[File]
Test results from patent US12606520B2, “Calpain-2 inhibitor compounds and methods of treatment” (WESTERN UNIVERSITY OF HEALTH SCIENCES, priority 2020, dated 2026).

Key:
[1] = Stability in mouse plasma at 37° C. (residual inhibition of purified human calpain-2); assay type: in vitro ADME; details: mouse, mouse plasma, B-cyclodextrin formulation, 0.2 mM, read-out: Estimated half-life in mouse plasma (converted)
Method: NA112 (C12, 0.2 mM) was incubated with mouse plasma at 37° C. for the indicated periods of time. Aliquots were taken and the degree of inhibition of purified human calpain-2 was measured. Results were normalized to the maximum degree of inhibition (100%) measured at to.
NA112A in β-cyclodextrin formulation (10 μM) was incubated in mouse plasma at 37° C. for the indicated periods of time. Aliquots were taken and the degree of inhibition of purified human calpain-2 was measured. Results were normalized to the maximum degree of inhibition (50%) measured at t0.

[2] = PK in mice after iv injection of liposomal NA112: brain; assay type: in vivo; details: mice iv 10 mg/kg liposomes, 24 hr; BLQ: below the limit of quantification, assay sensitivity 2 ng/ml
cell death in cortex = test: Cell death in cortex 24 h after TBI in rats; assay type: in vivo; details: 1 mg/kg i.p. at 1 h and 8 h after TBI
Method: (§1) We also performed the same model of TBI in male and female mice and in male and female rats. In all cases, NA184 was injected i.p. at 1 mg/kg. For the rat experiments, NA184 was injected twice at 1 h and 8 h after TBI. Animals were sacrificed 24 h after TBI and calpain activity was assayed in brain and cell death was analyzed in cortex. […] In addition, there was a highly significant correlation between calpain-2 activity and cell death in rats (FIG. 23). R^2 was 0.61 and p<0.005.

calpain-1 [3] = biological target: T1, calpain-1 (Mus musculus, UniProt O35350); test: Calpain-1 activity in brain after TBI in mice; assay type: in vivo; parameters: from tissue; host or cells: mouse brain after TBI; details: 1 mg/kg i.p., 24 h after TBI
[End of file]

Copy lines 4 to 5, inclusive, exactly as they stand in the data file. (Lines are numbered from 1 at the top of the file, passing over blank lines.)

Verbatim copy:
Method: NA112 (C12, 0.2 mM) was incubated with mouse plasma at 37° C. for the indicated periods of time. Aliquots were taken and the degree of inhibition of purified human calpain-2 was measured. Results were normalized to the maximum degree of inhibition (100%) measured at to.
NA112A in β-cyclodextrin formulation (10 μM) was incubated in mouse plasma at 37° C. for the indicated periods of time. Aliquots were taken and the degree of inhibition of purified human calpain-2 was measured. Results were normalized to the maximum degree of inhibition (50%) measured at t0.